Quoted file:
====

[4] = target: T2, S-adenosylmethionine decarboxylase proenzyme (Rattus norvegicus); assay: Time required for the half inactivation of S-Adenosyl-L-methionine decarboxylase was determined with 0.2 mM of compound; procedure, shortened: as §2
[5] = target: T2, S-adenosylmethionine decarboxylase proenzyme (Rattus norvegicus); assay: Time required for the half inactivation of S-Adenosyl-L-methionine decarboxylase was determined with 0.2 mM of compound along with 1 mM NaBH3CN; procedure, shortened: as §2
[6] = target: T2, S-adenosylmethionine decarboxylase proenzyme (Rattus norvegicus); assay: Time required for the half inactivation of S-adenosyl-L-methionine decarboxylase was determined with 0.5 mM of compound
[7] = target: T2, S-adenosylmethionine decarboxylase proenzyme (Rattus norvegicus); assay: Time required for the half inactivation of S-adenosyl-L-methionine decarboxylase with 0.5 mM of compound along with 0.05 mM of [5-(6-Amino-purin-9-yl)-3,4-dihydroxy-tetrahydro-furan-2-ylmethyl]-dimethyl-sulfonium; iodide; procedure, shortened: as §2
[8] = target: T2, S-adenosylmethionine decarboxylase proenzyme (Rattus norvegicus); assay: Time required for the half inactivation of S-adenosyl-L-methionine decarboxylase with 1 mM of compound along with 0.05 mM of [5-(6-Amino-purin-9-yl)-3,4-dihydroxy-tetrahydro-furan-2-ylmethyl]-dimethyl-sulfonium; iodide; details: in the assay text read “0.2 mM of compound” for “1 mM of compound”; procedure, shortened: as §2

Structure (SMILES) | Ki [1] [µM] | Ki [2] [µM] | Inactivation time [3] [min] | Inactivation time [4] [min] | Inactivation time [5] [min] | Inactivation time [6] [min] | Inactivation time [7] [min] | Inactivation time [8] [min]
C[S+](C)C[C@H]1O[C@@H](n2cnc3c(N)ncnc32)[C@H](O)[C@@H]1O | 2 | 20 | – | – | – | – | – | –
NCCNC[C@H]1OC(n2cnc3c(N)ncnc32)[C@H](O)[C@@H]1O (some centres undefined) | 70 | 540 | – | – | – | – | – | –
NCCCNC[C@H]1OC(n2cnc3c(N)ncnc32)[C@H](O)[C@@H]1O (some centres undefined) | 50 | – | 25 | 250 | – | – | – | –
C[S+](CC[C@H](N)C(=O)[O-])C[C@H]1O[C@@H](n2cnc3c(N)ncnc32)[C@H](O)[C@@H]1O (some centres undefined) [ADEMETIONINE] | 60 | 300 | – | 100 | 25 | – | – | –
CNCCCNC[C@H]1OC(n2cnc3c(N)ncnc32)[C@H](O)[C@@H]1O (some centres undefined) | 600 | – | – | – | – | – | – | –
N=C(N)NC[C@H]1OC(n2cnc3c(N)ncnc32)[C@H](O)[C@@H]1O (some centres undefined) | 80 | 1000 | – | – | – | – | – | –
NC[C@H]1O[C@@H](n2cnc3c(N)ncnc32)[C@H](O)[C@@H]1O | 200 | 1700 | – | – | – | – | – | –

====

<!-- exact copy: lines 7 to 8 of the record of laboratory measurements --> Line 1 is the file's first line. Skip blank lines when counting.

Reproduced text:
C[S+](C)C[C@H]1O[C@@H](n2cnc3c(N)ncnc32)[C@H](O)[C@@H]1O | 2 | 20 | – | – | – | – | – | –
NCCNC[C@H]1OC(n2cnc3c(N)ncnc32)[C@H](O)[C@@H]1O (some centres undefined) | 70 | 540 | – | – | – | – | – | –